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Mitral valve prolapse is a heart problem where the mitral valve does not work normally.
The mitral valve is between the left upper chamber (left atrium) and left lower chamber (left ventricle) of the heart. This valve has two leaflets, or flaps, that open when the heart relaxes and close when it contracts. The base of each leaflet is attached to the heart muscle by strong, flexible cords called the chordae tendineae, which control the opening and closing of the mitral valve. These cords are thin and white. They look like the strings of a parachute.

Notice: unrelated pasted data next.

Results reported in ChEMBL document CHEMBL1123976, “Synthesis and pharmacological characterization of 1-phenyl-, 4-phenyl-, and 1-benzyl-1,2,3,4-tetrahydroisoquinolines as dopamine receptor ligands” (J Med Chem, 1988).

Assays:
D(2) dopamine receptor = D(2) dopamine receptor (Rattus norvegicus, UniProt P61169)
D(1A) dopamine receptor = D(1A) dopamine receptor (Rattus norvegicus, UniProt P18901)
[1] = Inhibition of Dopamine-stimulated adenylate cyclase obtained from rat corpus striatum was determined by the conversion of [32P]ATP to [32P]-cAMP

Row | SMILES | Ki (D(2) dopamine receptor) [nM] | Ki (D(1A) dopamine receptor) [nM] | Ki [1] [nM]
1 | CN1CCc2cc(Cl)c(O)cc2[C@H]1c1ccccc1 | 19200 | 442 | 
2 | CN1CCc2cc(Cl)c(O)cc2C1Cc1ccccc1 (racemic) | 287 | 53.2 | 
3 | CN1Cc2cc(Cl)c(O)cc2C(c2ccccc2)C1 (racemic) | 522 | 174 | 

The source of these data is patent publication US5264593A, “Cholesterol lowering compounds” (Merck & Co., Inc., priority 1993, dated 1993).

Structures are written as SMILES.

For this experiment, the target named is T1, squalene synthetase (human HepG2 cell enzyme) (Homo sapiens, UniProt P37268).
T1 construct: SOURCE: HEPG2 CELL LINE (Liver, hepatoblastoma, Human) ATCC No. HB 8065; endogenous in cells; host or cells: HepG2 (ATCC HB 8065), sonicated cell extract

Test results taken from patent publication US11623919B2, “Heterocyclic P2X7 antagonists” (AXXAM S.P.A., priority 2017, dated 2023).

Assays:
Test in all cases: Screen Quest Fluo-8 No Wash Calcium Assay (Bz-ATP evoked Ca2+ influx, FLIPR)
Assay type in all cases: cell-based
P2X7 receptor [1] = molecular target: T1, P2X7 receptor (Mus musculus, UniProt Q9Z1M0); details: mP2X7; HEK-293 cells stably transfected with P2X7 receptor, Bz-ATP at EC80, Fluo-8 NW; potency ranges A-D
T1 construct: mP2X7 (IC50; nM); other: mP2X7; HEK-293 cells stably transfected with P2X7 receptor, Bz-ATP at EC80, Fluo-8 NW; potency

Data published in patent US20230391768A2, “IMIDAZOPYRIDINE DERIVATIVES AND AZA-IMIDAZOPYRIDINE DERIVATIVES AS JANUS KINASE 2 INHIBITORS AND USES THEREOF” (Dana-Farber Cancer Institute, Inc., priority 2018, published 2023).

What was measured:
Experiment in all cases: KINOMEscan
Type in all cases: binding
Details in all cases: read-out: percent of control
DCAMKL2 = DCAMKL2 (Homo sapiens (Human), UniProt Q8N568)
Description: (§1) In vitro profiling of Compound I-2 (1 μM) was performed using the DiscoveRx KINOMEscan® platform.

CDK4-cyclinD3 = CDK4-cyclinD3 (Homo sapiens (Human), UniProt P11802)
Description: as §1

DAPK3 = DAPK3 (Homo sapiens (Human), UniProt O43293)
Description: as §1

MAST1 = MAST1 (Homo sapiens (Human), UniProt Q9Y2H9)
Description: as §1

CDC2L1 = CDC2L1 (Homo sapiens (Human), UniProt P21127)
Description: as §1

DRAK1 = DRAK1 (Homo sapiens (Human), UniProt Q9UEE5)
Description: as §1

In a normal heart, the two mitral valve flaps close completely, and stay
closed, when blood is pumped out of the heart to the body.
When you have mitral valve prolapse, the valve closes after blood flows
through. But the valve flaps bulge backward a little when blood is pumped out
of the heart. When the valve bulges, it looks like a tiny parachute or balloon.
Current as of:
March 12, 2014
E. Gregory Thompson, MD - Internal Medicine & Rakesh K. Pai, MD, FACC - Cardiology, Electrophysiology
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